Are you tired of watching site visitors jump off your website without purchasing your products or services? Do you wish to overcome your site’s potential setbacks in this arena? If so, then need to learn the answer to the age-old question: what is a landing page?
A landing page will help you seize the moment with any site visitors you get. In addition, by creating high-converting landing pages, you can establish a profitable passive marketing side of your business.
See below for an in-depth guide on creating a high-converting landing page and getting the results you want faster.
What Is a Landing Page?
First, before we start talking about generating higher sales conversions with your landing pages, let’s get on the same page (pun intended).
What exactly is a landing page? This term refers to any page on your website that can turn a site visitor into a client. But if only it were that easy.
To turn a site visitor into a returning client, they have to undergo what’s referred to as a customer journey map with your brand.
The landing page helps push your target market along its customer journey map by proposing a trade.
The landing page typically trades the site visitor’s contact information for a service or free piece of information.
For example, if you were a pest control service, you might offer your clients a pdf with 10 DIY tricks to fend off cockroaches in exchange for their email addresses.
You’ll ensure they stay in touch with your brand by getting their email address. You can then use email campaigns to tell them about your company’s new products, promotions, and announcements.
All of that begins with a strong landing page in your website design. Something that will convince your target buyers that they need to engage with your brand further.
Fortunately, you can use many different types of landing pages to accomplish that.
The Different Types of Landing Pages
There are five different types of landing pages that we want you to focus on. Once you understand the differences, you can choose the best one for your needs.
These five types of landing pages include splash landing pages, sales landing pages, squeeze landing pages, lead capture landing pages, and thank you landing pages. Here’s a bit more information on each:
Splash Landing Pages
These are pages that pop up before the actual website page. They’re mainly used to convey a message, not generate leads.
They generally include a high-resolution image and a clear message between 1 and 2 sentences long.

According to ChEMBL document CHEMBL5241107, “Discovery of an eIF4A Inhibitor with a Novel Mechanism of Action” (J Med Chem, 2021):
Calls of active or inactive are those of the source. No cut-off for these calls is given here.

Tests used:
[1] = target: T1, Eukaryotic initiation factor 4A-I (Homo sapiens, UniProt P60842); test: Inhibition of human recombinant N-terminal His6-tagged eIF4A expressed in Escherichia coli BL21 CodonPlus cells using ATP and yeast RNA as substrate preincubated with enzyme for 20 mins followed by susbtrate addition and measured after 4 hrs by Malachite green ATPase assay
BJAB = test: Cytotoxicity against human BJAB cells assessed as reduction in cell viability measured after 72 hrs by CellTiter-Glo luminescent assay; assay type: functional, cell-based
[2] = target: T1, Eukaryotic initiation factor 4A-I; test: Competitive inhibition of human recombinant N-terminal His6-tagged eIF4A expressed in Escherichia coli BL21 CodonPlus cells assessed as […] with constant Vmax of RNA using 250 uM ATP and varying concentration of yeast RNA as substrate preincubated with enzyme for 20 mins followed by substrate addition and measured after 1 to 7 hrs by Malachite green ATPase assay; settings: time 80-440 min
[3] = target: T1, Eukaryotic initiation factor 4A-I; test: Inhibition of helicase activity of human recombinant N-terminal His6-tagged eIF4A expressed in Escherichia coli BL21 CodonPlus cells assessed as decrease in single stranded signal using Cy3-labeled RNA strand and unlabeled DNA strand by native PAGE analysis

A prime example is a beer company website that uses a splash page to confirm your drinking age before continuing to the website.
Sales Landing Pages
As the name would imply, these are landing pages that encourage people to buy.
They always contain a strong pitch and a call to action to seal the deal.
Since they’re meant to pitch the customer on your products/services, they tend to be more long-form than the other landing pages on this list. You want the customer to have all the necessary information before clicking your “buy now” button.
Squeeze Landing Pages
Squeeze landing pages are primarily used to capture a site visitor’s email address. This landing page helps you build your email lists and increase organic traffic to your website.
These include compelling headlines, details on your offer, a call to action, and a field for them to type in their email address.
A key note here is to include a link to your privacy settings detailing how you intend to use the information they give you. Don’t worry if that seems overwhelming. We can help you with that!
Lead Capture Landing Pages
Consider these the “Goldilocks” of landing pages. Lead capture pages are intended to be between squeeze and sales pages.
These include a lead capture form to help you gather as much information about the client as just a standard email.
Keep in mind that if you’re going to ask for more contact info, you need to incentivize them with more content, such as a long-form PDF solving their most significant pain point.
Thank You Landing Pages
As the name would suggest, this is the page that thanks the customer for their participation. You might be thanking them for filling out a contact form, downloading a document, or making a purchase!
The primary goal is to create a page that moves them further down the customer journey map.
For example, you could thank them for subscribing to your email list, then encourage them to read an article on your blog or purchase a product.
As you can see, that defines clear next steps for the client. Since they already took the time to take action (which you’re thanking them for), they’ll likely listen to your next call to action.
How to Create a Landing Page That Converts: Be Intentional
Now that you have seen an in-depth answer to the question, “What is a landing page?” be sure to use this information to your advantage.
Take the time to read this article for more information on the top benefits of automating your sales process and scaling your growth. Then, to get started, please call us at 631-730-8285, and we will be happy to assist you further.